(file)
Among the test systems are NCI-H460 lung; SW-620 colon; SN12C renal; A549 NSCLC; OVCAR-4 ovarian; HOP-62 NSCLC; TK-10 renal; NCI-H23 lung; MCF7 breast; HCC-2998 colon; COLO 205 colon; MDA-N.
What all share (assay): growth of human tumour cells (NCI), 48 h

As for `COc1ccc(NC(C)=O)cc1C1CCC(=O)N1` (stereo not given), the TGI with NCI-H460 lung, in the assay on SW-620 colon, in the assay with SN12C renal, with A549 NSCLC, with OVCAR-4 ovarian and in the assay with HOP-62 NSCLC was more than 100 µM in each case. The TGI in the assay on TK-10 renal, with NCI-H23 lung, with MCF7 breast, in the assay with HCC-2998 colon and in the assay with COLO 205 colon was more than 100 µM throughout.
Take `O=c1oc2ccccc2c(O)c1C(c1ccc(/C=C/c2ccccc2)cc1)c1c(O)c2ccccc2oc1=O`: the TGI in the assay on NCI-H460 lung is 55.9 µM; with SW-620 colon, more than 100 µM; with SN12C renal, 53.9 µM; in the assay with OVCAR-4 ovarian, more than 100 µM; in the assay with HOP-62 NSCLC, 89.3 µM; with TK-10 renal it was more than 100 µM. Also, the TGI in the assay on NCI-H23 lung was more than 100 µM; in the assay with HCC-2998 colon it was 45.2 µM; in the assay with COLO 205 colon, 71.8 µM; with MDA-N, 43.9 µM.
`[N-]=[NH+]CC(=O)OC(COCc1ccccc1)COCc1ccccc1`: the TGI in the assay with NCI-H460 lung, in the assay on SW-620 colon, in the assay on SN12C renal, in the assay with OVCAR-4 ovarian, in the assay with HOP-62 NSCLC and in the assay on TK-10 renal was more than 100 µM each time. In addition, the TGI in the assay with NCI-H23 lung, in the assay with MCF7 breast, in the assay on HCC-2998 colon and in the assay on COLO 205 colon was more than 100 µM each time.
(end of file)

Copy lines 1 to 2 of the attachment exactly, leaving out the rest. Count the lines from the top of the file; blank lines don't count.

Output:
Among the test systems are NCI-H460 lung; SW-620 colon; SN12C renal; A549 NSCLC; OVCAR-4 ovarian; HOP-62 NSCLC; TK-10 renal; NCI-H23 lung; MCF7 breast; HCC-2998 colon; COLO 205 colon; MDA-N.
What all share (assay): growth of human tumour cells (NCI), 48 h